The Huisheeres’ Fiftieth Anniversary.
Clipping includes portraits of the Huisheeres and a family group picture of the anniversary celebrants.
From the Sheboygan Herald:
“An opportunity or privilege that is not the allotment of every couple yoked in matrimonial harness was bestowed
upon our respected pioneers, Mr. And Mrs. P. Huisheere, Sr., Wednesday Aug. 14th , 1901, at which time they observed
their golden or fiftieth wedding anniversary.
“On account of the advancing years and the fact that this worthy couple reside along with a grand daughter who has
hardly reached her teens, it was not expected by them to celebrate very elaborately, but the opinion of their
children and grand children did not coincide in this light and accordingly they sprang a huge surprise on those
whom they dearly cherish. They fully realized that like occasions are not frequent occurrences and did not propose
to let this event go by unobserved. At ten o'clock in the forenoon the relatives assembled at the home of Mrs. Wm.
Grotenhuis and a short time later marched in a body to the pleasant home of the host and hostess about one-fourth
mile distant, bringing with them a liberal quantity of choice cakes and dainty pies, with an abundance of other
eatables and which the guests treated with liberal disposition. Their forethought was not alone of eatables but
looked towards the comfort and pleasure of these aged people and presented them with a handsome couch of red plush.
The forenoon was spent in congratulations and expressions of surprise and with the playfulness and romping of
children, the home of Mr. and Mrs. Huisheere was a happy and lively scene. It was about noon when Rev. and Mrs.
J.W.F. Roth, who responded upon the invitation arrived and the former spoke briefly upon the occasion with well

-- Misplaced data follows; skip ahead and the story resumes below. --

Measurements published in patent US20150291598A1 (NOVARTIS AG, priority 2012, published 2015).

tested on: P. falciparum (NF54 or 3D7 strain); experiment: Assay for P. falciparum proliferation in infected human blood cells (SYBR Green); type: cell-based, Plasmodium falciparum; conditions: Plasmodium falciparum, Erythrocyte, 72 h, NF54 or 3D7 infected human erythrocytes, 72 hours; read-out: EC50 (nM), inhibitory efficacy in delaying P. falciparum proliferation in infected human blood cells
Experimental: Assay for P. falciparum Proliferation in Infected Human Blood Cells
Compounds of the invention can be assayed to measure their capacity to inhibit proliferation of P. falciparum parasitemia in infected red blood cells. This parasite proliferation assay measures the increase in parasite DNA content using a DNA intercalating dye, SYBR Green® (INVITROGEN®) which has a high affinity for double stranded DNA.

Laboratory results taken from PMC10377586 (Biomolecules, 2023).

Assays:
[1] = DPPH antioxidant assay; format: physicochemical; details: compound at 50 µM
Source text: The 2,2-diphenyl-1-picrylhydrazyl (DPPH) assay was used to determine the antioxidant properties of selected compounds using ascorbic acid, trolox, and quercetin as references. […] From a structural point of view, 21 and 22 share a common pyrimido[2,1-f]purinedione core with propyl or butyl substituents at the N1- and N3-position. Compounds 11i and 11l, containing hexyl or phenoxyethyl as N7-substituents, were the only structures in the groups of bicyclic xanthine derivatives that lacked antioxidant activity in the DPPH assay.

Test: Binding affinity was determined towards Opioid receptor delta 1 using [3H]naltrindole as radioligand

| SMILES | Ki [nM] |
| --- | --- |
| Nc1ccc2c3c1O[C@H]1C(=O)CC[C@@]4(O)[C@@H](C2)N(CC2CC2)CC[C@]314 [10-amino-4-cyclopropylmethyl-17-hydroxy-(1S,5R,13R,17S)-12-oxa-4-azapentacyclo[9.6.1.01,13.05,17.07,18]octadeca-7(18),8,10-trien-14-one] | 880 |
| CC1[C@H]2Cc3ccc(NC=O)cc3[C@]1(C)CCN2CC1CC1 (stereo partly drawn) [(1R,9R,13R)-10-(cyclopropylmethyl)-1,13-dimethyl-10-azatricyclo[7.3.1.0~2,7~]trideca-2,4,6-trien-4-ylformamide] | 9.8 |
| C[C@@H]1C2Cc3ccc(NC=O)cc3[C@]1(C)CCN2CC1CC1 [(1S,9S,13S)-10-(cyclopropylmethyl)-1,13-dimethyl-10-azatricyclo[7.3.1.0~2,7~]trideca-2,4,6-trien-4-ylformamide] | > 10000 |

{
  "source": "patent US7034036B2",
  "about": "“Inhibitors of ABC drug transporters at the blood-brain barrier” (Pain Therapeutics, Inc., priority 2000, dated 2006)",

chosen remarks, at the conclusion of which dinner was served. Ample justice being done to the inner one all were
invited outside where the HERALD man had a camera pointed at them and expects to have views that will recall the
golden event of Mr. and Mrs Huisheere as the years fade away.
“Of a family of seven children of Mr. and Mrs. Huisheere, only three survive as follows: Peter Huisheere Jr. and
Mrs. Wm. Grotenhuis of this village and Mrs. Mary Schiereck of Sheboygan Falls. Fifteen grand children and one
great grand child were present, representing four generations.
“Miss Alyce Treutelaar of Milwaukee and a niece of Mr. and Mrs. Huisheere was also present.
“The venerable couple are aged seventy-seven and seventy-nine years respectively. They are natives of Zeeland,
Holland, and crossed the ocean on the same vessel, reaching New York on the 20th of June and continued the western
journey to Holland, Erie Co., N.Y. On the 14th day of August, following he wedded the one of his choice whose life
has also been spared to make the event complete that is symbolical of the wedded life of half a century which they
have rounded out. The couple continued their residence at the latter place about four years when they came to